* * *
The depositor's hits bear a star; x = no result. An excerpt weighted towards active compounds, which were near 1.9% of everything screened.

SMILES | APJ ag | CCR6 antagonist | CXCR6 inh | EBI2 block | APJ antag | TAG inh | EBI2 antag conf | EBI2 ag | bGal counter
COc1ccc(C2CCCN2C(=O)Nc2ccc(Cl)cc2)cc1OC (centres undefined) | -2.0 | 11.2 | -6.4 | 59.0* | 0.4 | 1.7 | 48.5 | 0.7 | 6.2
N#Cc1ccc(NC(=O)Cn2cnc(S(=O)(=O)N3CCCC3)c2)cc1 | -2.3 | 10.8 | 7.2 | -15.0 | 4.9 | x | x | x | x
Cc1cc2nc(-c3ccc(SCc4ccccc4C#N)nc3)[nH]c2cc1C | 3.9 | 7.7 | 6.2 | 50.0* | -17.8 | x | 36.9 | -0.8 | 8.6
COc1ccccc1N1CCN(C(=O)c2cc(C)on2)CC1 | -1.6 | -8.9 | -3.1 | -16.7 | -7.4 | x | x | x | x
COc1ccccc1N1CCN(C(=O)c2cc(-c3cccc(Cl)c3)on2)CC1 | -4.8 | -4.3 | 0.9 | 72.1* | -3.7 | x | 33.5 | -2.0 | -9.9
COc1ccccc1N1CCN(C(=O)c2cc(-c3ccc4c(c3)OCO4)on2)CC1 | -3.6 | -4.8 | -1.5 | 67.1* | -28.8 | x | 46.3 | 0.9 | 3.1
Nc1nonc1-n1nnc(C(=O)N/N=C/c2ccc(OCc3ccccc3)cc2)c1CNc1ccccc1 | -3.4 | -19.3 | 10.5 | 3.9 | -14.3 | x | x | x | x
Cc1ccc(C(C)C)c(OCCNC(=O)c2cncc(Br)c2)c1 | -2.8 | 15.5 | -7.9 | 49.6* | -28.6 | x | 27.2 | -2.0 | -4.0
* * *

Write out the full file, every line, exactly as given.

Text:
The depositor's hits bear a star; x = no result. An excerpt weighted towards active compounds, which were near 1.9% of everything screened.

SMILES | APJ ag | CCR6 antagonist | CXCR6 inh | EBI2 block | APJ antag | TAG inh | EBI2 antag conf | EBI2 ag | bGal counter
COc1ccc(C2CCCN2C(=O)Nc2ccc(Cl)cc2)cc1OC (centres undefined) | -2.0 | 11.2 | -6.4 | 59.0* | 0.4 | 1.7 | 48.5 | 0.7 | 6.2
N#Cc1ccc(NC(=O)Cn2cnc(S(=O)(=O)N3CCCC3)c2)cc1 | -2.3 | 10.8 | 7.2 | -15.0 | 4.9 | x | x | x | x
Cc1cc2nc(-c3ccc(SCc4ccccc4C#N)nc3)[nH]c2cc1C | 3.9 | 7.7 | 6.2 | 50.0* | -17.8 | x | 36.9 | -0.8 | 8.6
COc1ccccc1N1CCN(C(=O)c2cc(C)on2)CC1 | -1.6 | -8.9 | -3.1 | -16.7 | -7.4 | x | x | x | x
COc1ccccc1N1CCN(C(=O)c2cc(-c3cccc(Cl)c3)on2)CC1 | -4.8 | -4.3 | 0.9 | 72.1* | -3.7 | x | 33.5 | -2.0 | -9.9
COc1ccccc1N1CCN(C(=O)c2cc(-c3ccc4c(c3)OCO4)on2)CC1 | -3.6 | -4.8 | -1.5 | 67.1* | -28.8 | x | 46.3 | 0.9 | 3.1
Nc1nonc1-n1nnc(C(=O)N/N=C/c2ccc(OCc3ccccc3)cc2)c1CNc1ccccc1 | -3.4 | -19.3 | 10.5 | 3.9 | -14.3 | x | x | x | x
Cc1ccc(C(C)C)c(OCCNC(=O)c2cncc(Br)c2)c1 | -2.8 | 15.5 | -7.9 | 49.6* | -28.6 | x | 27.2 | -2.0 | -4.0